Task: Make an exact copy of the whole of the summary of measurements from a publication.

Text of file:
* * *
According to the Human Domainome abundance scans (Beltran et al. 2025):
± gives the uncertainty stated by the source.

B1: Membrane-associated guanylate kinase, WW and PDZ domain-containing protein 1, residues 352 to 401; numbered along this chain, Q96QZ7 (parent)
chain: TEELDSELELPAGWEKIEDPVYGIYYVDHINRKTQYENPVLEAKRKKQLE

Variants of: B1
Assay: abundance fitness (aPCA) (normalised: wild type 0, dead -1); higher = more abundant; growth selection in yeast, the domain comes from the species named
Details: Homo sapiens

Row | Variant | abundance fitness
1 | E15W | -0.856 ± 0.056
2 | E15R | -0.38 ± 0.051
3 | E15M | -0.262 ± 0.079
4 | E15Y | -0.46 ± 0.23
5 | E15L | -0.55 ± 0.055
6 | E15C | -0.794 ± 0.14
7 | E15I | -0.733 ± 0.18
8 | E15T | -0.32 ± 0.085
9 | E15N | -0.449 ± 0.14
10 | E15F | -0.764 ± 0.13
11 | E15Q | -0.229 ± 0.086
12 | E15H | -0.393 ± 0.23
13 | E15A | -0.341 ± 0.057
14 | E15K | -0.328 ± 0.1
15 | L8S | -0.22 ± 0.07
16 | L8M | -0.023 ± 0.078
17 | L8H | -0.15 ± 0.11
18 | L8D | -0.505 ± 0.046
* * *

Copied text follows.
According to the Human Domainome abundance scans (Beltran et al. 2025):
± gives the uncertainty stated by the source.

B1: Membrane-associated guanylate kinase, WW and PDZ domain-containing protein 1, residues 352 to 401; numbered along this chain, Q96QZ7 (parent)
chain: TEELDSELELPAGWEKIEDPVYGIYYVDHINRKTQYENPVLEAKRKKQLE

Variants of: B1
Assay: abundance fitness (aPCA) (normalised: wild type 0, dead -1); higher = more abundant; growth selection in yeast, the domain comes from the species named
Details: Homo sapiens

Row | Variant | abundance fitness
1 | E15W | -0.856 ± 0.056
2 | E15R | -0.38 ± 0.051
3 | E15M | -0.262 ± 0.079
4 | E15Y | -0.46 ± 0.23
5 | E15L | -0.55 ± 0.055
6 | E15C | -0.794 ± 0.14
7 | E15I | -0.733 ± 0.18
8 | E15T | -0.32 ± 0.085
9 | E15N | -0.449 ± 0.14
10 | E15F | -0.764 ± 0.13
11 | E15Q | -0.229 ± 0.086
12 | E15H | -0.393 ± 0.23
13 | E15A | -0.341 ± 0.057
14 | E15K | -0.328 ± 0.1
15 | L8S | -0.22 ± 0.07
16 | L8M | -0.023 ± 0.078
17 | L8H | -0.15 ± 0.11
18 | L8D | -0.505 ± 0.046